Security, Middle East
President Donald Trump’s recent visit to North Korea provided Iran with a stark contrast between how the United States treats actual nuclear states compared to aspiring ones.
Point Break: Is Iran Ready to Retaliate Against America?
The United States and Iran remain locked in a tense standoff, punctuated by periodic escalations, that could easily transition into a full-blown conflict. Following the U.S. withdrawal from the JCPOA, Iran has been subjected to crushing sanctions that have contracted its economy and put pressure on its leadership. Rather than concede, Iran has responded with increasingly provocative moves—sabotaging several oil tankers, shooting down a U.S. drone, and openly violating the uranium enrichment and storage thresholds in the JCPOA. Many in Washington want the United States to launch military strikes on Iran because they believe the prospect of a war that it would lose would force Iran into submission. Military action is much more likely to backfire, however, since it would only legitimize Iran's nuclear program and make a nuclear arsenal essential to defend itself from the United States.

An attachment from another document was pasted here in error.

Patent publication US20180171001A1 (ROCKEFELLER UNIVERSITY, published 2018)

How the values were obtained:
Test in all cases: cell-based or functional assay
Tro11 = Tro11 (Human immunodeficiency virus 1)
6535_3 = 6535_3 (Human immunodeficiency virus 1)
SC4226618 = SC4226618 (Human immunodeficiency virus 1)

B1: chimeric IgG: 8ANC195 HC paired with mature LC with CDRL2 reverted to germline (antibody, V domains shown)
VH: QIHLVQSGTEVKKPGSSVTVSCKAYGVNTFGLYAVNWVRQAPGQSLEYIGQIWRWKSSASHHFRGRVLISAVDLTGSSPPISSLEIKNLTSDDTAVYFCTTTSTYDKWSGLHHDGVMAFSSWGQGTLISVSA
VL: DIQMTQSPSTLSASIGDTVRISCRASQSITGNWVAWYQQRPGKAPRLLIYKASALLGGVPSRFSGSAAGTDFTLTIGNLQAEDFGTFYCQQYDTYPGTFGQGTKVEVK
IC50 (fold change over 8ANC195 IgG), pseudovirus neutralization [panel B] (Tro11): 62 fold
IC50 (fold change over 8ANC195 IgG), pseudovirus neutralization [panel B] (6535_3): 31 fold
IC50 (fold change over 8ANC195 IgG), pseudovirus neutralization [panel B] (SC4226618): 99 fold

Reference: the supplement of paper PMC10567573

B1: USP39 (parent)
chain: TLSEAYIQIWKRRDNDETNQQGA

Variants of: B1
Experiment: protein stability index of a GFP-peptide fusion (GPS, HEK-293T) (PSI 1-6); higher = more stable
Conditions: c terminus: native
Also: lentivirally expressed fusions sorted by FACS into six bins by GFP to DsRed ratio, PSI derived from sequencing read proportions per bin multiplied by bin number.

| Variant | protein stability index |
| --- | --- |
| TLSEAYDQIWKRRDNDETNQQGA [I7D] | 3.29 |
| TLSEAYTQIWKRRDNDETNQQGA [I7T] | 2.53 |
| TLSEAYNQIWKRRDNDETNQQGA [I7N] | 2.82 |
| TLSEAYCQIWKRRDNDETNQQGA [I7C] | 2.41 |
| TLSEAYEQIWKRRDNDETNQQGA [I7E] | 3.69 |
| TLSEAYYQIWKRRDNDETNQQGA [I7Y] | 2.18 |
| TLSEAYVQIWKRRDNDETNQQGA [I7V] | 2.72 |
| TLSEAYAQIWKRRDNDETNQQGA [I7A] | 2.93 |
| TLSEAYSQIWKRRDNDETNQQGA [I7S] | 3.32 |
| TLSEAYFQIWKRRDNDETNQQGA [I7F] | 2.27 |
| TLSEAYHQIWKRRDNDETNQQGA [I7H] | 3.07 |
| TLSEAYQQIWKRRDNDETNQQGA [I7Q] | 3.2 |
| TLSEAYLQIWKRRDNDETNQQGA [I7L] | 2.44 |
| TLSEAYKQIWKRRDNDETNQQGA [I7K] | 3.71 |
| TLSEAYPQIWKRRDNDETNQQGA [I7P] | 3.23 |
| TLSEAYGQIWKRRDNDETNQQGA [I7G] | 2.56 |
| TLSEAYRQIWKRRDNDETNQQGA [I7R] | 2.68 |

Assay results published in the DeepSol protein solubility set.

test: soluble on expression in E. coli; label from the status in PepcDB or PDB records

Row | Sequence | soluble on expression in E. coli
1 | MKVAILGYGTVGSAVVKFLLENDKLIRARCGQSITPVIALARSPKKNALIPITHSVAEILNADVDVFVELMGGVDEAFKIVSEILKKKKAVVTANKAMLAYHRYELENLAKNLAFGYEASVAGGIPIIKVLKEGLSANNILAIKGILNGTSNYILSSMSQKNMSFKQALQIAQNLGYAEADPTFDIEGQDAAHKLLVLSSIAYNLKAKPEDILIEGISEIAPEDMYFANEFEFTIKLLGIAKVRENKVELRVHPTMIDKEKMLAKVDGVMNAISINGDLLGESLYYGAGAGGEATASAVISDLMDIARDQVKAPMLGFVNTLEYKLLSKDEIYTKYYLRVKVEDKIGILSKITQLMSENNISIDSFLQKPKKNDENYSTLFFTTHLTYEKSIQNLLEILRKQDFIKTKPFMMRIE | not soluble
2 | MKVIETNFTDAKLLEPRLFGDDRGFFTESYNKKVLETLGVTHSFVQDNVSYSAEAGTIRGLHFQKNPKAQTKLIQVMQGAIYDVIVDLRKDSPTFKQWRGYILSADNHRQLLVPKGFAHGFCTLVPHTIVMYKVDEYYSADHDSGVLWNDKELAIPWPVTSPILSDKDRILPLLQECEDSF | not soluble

Iran has clearly telegraphed that it would restart uranium enrichment unless America’s European allies—who want to remain in the JCPOA—defy U.S. sanctions and continue to import Iranian oil. Iran’s recent moves are a desperate effort to recapture some of the economic benefits of the deal in exchange for its continued compliance. So far, modest European efforts to that end have done little to ease Iran’s economic crisis. Iran’s recent seizure of a British oil tanker—retaliation for the Royal Navy’s seizure of an Iranian vessel—is likely to make the Europeans even less willing to risk angering the United States on Iran’s behalf.